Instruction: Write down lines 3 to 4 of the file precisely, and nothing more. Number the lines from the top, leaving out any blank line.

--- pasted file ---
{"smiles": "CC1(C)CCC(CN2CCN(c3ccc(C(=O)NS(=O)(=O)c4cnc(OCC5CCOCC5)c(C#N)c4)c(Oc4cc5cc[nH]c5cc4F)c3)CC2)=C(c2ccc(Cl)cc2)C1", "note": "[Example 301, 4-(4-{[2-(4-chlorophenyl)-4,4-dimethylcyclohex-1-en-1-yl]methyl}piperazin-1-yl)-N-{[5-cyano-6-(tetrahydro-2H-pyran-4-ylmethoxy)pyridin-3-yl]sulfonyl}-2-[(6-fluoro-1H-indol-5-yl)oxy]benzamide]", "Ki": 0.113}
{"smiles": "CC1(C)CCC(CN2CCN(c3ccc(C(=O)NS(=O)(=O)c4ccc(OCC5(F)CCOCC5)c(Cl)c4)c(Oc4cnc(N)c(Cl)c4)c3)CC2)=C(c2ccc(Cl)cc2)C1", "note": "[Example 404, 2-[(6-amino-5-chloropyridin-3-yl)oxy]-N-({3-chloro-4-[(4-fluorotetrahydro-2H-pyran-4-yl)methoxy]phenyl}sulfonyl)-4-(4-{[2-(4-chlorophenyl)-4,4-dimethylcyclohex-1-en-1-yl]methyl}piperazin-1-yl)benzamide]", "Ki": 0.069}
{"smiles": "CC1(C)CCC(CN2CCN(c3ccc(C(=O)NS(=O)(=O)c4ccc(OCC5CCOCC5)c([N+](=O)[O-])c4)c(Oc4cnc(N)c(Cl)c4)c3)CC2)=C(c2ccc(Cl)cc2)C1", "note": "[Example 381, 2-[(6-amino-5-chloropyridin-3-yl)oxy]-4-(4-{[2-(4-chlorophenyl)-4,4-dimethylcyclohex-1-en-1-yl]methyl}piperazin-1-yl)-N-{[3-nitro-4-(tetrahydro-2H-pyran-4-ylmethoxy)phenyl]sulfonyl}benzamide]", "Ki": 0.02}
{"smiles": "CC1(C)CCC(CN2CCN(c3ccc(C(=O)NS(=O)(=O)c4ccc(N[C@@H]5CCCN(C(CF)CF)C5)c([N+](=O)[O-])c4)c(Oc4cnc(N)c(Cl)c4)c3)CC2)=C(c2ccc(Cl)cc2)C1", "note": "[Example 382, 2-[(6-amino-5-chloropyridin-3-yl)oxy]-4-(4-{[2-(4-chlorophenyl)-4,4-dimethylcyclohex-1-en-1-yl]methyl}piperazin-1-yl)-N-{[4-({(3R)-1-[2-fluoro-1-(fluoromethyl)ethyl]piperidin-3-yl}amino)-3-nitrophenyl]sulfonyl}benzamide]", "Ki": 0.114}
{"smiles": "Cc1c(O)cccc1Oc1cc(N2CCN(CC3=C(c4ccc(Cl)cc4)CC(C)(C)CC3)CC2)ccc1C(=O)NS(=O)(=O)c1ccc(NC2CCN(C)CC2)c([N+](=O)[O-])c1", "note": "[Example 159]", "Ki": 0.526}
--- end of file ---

{"smiles": "CC1(C)CCC(CN2CCN(c3ccc(C(=O)NS(=O)(=O)c4ccc(OCC5CCOCC5)c([N+](=O)[O-])c4)c(Oc4cnc(N)c(Cl)c4)c3)CC2)=C(c2ccc(Cl)cc2)C1", "note": "[Example 381, 2-[(6-amino-5-chloropyridin-3-yl)oxy]-4-(4-{[2-(4-chlorophenyl)-4,4-dimethylcyclohex-1-en-1-yl]methyl}piperazin-1-yl)-N-{[3-nitro-4-(tetrahydro-2H-pyran-4-ylmethoxy)phenyl]sulfonyl}benzamide]", "Ki": 0.02}
{"smiles": "CC1(C)CCC(CN2CCN(c3ccc(C(=O)NS(=O)(=O)c4ccc(N[C@@H]5CCCN(C(CF)CF)C5)c([N+](=O)[O-])c4)c(Oc4cnc(N)c(Cl)c4)c3)CC2)=C(c2ccc(Cl)cc2)C1", "note": "[Example 382, 2-[(6-amino-5-chloropyridin-3-yl)oxy]-4-(4-{[2-(4-chlorophenyl)-4,4-dimethylcyclohex-1-en-1-yl]methyl}piperazin-1-yl)-N-{[4-({(3R)-1-[2-fluoro-1-(fluoromethyl)ethyl]piperidin-3-yl}amino)-3-nitrophenyl]sulfonyl}benzamide]", "Ki": 0.114}